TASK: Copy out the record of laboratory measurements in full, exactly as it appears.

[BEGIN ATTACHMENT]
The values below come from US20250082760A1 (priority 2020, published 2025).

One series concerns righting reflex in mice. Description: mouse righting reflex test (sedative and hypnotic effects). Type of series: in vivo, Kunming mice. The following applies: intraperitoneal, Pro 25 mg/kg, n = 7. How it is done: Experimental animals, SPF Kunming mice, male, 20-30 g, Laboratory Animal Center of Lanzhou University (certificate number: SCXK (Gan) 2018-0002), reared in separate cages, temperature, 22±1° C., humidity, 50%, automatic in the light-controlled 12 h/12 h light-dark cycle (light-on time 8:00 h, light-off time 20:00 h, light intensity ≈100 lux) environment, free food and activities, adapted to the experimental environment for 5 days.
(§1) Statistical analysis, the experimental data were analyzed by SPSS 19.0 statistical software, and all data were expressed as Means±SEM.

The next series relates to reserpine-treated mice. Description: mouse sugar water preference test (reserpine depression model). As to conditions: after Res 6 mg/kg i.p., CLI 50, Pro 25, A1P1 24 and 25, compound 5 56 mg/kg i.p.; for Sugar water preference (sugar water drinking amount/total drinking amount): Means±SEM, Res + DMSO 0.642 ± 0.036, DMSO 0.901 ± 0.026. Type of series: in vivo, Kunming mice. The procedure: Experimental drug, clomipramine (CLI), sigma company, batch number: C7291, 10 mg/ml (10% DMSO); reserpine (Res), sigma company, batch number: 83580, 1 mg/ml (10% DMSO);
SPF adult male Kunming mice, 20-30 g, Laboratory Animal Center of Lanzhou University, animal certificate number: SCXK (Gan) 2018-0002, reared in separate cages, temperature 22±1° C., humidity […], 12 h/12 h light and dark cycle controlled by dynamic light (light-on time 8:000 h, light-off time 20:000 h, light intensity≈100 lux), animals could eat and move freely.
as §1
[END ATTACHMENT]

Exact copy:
The values below come from US20250082760A1 (priority 2020, published 2025).

One series concerns righting reflex in mice. Description: mouse righting reflex test (sedative and hypnotic effects). Type of series: in vivo, Kunming mice. The following applies: intraperitoneal, Pro 25 mg/kg, n = 7. How it is done: Experimental animals, SPF Kunming mice, male, 20-30 g, Laboratory Animal Center of Lanzhou University (certificate number: SCXK (Gan) 2018-0002), reared in separate cages, temperature, 22±1° C., humidity, 50%, automatic in the light-controlled 12 h/12 h light-dark cycle (light-on time 8:00 h, light-off time 20:00 h, light intensity ≈100 lux) environment, free food and activities, adapted to the experimental environment for 5 days.
(§1) Statistical analysis, the experimental data were analyzed by SPSS 19.0 statistical software, and all data were expressed as Means±SEM.

The next series relates to reserpine-treated mice. Description: mouse sugar water preference test (reserpine depression model). As to conditions: after Res 6 mg/kg i.p., CLI 50, Pro 25, A1P1 24 and 25, compound 5 56 mg/kg i.p.; for Sugar water preference (sugar water drinking amount/total drinking amount): Means±SEM, Res + DMSO 0.642 ± 0.036, DMSO 0.901 ± 0.026. Type of series: in vivo, Kunming mice. The procedure: Experimental drug, clomipramine (CLI), sigma company, batch number: C7291, 10 mg/ml (10% DMSO); reserpine (Res), sigma company, batch number: 83580, 1 mg/ml (10% DMSO);
SPF adult male Kunming mice, 20-30 g, Laboratory Animal Center of Lanzhou University, animal certificate number: SCXK (Gan) 2018-0002, reared in separate cages, temperature 22±1° C., humidity […], 12 h/12 h light and dark cycle controlled by dynamic light (light-on time 8:000 h, light-off time 20:000 h, light intensity≈100 lux), animals could eat and move freely.
as §1